One of the reasons for high lending rates is soaring interest on fixed deposit of institutions like Employees Provident Fund, Citizen Investment Trust and Nepal Telecom, which are wholesale fund providers for banking institutions. These institutions generally seek quotations from banks and park funds in institutions that offer highest rates. Banks generally up the ante to outperform competitors during times when funds are scarce, driving up both deposit and lending rates. The central bank now wants this malpractice to end, as the Monetary Policy says banking institutions, in the next fiscal year, will not be allowed to add more than a percentage point to the published fixed deposit rate to attract institutional deposits.

Many banking institutions rely heavily on institutional deposits to increase the stock of funds, which is risky, as sudden withdrawal can drive them into a corner. The central bank has therefore said share of institutional deposits in total deposit should not exceed 45 per cent. The latest Monetary Policy has further tightened the noose around banks that are over-dependent on institutional deposits, as it has said the deposit of one institution should not account for more than 15 per cent to the total institutional deposits.

It is commendable that the central bank has introduced a host of measures to reduce lending rates and increase the stock of loanable funds, as risks have started building in the financial system due to high borrowing costs, which have eroded loan repayment capacity of borrowers.

Commercial banks set aside Rs 5.8 billion in the first 10 months of the current fiscal year to cover potential losses from non-payment of loans, shows the central bank report. The fund was allotted as ‘special loan loss provision’, meaning loan instalments had not been paid for at least three months to more than a year. Under the special loan loss provision, banks must set aside 25 per cent to 100 per cent of the credit disbursed to the borrower.

Although the special loan loss provision of 28 commercial banks accounts for less than a per cent of total loan disbursed till date, it marks an increment of 60 per cent than in the same period last year. This calls for further strengthening of supervision and risk management.

Their points of view

The Nepal Rastra Bank on Wednesday unveiled the Monetary Policy for 2018-19 fiscal year, with an objective to propel the growth targets set by the federal budget. The Himalayan Times spoke to various stakeholders on pros and cons of the Monetary Policy.

‘Doesn’t ensure funds for microfinance’

The Monetary Policy did not address the crunch of funds that microfinance sector has been facing since long. It’s good that the government has increased the amount of loan that development banks and finance companies should provide to microfinance companies to five per cent each. However, loan portfolio of development banks and finance companies is small. We had expected the central bank to increase the lending cap of commercial banks to microfinance companies, which is currently at five per cent of the total loan portfolio of class ‘A’ banks. Nonetheless, the best part of the monetary policy is that it has scrapped the 18 per cent lending rate cap previously imposed on the microfinance sector. Similarly, the decision to allow microfinance companies to bring in funds from abroad equivalent to 25 per cent of their paid-up capital is praiseworthy.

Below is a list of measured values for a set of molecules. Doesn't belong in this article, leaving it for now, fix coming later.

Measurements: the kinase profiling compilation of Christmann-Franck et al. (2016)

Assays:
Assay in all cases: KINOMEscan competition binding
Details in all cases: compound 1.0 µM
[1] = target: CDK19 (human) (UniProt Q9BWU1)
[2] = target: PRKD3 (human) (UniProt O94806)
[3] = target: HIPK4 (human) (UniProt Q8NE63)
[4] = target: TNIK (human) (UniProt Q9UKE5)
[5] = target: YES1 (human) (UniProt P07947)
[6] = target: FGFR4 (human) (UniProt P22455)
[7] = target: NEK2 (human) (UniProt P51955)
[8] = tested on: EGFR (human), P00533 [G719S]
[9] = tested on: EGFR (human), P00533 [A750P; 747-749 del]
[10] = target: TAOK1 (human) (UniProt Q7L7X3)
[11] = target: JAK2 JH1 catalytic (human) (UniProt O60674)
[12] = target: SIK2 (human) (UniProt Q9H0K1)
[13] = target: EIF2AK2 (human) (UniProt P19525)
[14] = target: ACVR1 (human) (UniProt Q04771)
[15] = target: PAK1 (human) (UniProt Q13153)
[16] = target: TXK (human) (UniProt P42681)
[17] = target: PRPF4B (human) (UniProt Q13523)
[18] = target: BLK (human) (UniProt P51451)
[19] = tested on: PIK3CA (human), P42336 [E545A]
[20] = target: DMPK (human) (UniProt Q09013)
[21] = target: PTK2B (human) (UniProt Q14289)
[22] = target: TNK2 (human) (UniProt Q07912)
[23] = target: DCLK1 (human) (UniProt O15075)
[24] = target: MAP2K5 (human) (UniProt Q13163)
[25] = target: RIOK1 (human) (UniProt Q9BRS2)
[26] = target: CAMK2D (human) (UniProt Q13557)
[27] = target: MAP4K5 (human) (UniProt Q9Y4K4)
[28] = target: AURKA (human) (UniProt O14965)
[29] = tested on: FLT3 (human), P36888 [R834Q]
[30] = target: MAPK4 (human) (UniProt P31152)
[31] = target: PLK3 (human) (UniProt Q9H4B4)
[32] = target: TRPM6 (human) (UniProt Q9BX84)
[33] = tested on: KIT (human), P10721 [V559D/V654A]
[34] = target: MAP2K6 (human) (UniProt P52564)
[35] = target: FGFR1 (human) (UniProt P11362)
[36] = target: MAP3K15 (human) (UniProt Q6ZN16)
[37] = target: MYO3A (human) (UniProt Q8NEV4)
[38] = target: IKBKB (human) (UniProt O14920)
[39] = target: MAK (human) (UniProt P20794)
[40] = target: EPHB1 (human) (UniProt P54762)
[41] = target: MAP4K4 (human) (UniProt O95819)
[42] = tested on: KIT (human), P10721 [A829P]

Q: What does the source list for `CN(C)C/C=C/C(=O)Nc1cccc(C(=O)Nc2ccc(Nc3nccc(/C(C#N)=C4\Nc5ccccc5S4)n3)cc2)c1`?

— Ram Chandra Joshi, president, Nepal Microfinance Bankers’ Association

‘Will propel growth’

I think the Monetary Policy is progressive and will help the growth spree of the market. One of the major aspects of the Monetary Policy that has encouraged the finance companies is inclusion of a representative from finance companies in the Grievances Hearing Unit of the central bank. Meanwhile, the central bank’s decision to allow finance companies to issue margin calls only if share value drops by 20 per cent will discourage forced selling of shares. This is good news for share investors, who used to receive margin calls from finance companies as soon as the value of their shares fell by 10 per cent.

— Saroj Kaji Tuladhar, president, Nepal Financial Institution Association

‘Supportive to govt’s growth target’

The monetary policy is progressive and has adopted measures to support the economic growth target of eight per cent set by the government. Two major problems being faced in the market today are unavailability of loanable funds with the banks and financial institutions, and instability of interest rates. I believe the Monetary Policy has tried to address both these issues. The implications of a few new provisions in the Monetary Policy, like necessity of a third-party valuation while issuing loans of above Rs 250 million, will be clear only in the future.

— Gyanendra Dhungana, president, Nepal Bankers’ Association

‘Has prioritised interest rate stability’

The private sector had been primarily raising three issues with the government since long — stability in bank interest rate on loan, easing credit crunch and assurance of refinancing facility. The Monetary Policy seems to have prioritised stabilising the bank’s interest rate and increasing loanable funds. The decision to reduce the spread in interest rate to 4.5 per cent from five per cent and cash reserve ratio for commercial banks, development banks and finance companies to four per cent each will help improve the credit crunch situation in the market. This will create Rs 48 billion worth of extra funds in the banking system. Once the credit crunch problem is addressed, I believe that bank’s interest rate will come down gradually. However, the Monetary Policy has not addressed the refinancing facility that private sector had sought since long. Similarly, the Monetary Policy does not seem to have adopted specific measures to control inflation, which is likely to increase in the future.

— Shekhar Golchha, senior vice-president, Federation of Nepalese Chambers of Commerce and Industry

Written by Sandeep
This news first appeared on under the title “Monetary Policy attempts to ease banking problems”. Bolchha Nepal is not responsible or affiliated towards the opinion expressed in this news article.